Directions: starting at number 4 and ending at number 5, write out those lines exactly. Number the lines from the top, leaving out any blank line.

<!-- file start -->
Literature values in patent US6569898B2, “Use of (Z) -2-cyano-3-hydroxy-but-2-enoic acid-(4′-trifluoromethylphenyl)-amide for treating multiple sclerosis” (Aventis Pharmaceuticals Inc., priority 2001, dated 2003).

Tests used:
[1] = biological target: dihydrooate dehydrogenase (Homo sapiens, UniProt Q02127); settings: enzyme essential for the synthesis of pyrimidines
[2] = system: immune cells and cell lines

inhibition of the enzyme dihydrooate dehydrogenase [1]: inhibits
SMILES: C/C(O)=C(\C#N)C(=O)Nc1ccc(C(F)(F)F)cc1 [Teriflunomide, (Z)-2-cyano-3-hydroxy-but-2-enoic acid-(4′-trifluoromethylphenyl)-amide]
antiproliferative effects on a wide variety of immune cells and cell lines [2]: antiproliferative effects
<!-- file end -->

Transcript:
[2] = system: immune cells and cell lines

inhibition of the enzyme dihydrooate dehydrogenase [1]: inhibits